Authors: Emma Gilby, Matthias Ammon, Rachel Leow and Sam Moore
This is the fifth of a series of blog posts, presenting the reflections of the Working Group on Open Research in the Humanities. Read the opening post here. The working group aimed to reframe open research in a way that was more meaningful to humanities disciplines, and their work will inform the University of Cambridge approach to open research. This post public engagement in a humanities perspective.
The open access movement is fundamentally about public engagement in its broadest sense. It also allows for reflection on a differentiated notion of ‘public’, where publics can be specific as well as general (‘the general public’) and valued irrespective of size or situation.
The LERU pillars refer to a number of ‘citizen science’ projects where members of the public are actively involved in scientific research through collection and analysis of data. The A&H are also open to this model of public stakeholders co-producing research.
Evidently, many colleagues do outstanding work on social media spaces such as Twitter or Instagram, which are interactive by their very nature. These coexist alongside a more ‘traditional’ model of public engagement that involves the dissemination of research-level content in a ‘festival of ideas’ or other format. Such events tend to be well supported by HE institutions, and in the UK are influenced by the demands of the Research Excellence Framework, as regards the necessity of demonstrating ‘impact’ and producing ‘impact case studies’ (with the downside that the latter often generate spiralling bureaucracy, as the meta-work of proving one’s own impact takes far longer than the impactful activity itself).
Anecdotally, A&H academics are often proudest of the outreach and engagement activities that take place in the modest setting of the school classroom or local library, which embeds them in their communities, although rarely with an audience of more than, say, 25. They would like this work to be valued more than it seems to be currently.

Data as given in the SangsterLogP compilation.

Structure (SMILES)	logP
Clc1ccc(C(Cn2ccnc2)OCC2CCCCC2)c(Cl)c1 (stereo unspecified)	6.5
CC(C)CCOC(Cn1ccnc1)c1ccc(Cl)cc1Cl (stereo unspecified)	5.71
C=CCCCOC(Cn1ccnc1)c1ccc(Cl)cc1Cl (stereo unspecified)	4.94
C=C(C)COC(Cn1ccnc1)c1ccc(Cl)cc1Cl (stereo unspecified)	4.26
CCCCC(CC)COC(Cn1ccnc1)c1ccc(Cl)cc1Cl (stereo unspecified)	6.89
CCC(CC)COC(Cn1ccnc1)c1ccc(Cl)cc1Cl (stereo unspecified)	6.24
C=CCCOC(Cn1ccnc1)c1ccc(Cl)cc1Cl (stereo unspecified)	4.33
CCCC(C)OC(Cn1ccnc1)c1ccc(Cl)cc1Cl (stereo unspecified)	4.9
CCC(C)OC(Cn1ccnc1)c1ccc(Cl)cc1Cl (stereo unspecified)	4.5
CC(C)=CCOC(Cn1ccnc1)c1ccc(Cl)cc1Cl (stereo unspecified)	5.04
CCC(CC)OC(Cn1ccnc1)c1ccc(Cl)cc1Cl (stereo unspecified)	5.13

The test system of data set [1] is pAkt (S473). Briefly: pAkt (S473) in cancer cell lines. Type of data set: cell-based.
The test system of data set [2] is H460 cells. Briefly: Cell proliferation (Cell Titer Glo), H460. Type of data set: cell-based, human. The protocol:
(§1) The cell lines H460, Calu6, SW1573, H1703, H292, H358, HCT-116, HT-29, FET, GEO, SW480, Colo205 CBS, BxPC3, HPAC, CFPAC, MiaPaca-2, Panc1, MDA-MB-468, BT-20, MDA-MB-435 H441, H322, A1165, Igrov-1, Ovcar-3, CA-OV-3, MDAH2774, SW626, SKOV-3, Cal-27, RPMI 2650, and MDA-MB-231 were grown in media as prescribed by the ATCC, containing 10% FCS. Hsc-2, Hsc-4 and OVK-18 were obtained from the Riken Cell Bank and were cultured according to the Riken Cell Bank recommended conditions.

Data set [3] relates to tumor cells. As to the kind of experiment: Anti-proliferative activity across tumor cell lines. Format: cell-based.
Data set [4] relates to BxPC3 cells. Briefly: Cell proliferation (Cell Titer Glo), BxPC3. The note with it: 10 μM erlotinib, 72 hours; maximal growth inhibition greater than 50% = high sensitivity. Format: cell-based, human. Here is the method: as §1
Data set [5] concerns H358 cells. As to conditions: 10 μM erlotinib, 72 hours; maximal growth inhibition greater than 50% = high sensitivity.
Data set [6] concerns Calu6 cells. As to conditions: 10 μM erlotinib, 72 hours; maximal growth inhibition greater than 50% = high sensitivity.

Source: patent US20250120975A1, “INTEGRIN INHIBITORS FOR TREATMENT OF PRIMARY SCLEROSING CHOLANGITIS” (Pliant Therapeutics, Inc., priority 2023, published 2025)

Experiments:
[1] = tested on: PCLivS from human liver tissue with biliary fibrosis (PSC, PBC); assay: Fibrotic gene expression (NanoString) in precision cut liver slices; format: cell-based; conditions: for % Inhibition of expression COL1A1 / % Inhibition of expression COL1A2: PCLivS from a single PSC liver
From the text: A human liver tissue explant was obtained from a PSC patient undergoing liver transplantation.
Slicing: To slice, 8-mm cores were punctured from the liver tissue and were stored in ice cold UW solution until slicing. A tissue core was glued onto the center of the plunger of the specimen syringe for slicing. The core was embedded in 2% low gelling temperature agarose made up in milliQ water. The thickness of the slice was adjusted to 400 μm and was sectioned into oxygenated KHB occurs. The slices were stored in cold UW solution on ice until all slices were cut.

A&H research, like any academic research, can sometimes seem given over to abstruse theoretical language, and it is worth reiterating this larger goal: ‘Scholars in the humanities and social sciences should strive to publish in ways that will make academic research understandable for larger audiences: that is, spell out clearly and concisely its societal relevance and the ethical soundness of its methodology, reduce the use of jargon, use non-textual and other experimental formats.’
Although there is good support institutionally in Cambridge from e.g. the Public Engagement team and the REF Impact team, some consolidation could be undertaken, as these are seemingly discrete entities. Indeed, Cambridge in particular seems very complex in its training infrastructure, comprising e.g. the Researcher Development team, the Postdoc Academy, the OSC team, the Data Champions, the Digital Humanities team, and so on… This makes it difficult for colleagues to advise each other, and particularly their untenured colleagues.
We also recommend more institutional reflection on how to value and recognize work that engages smaller, local publics as well as work of international renown and import.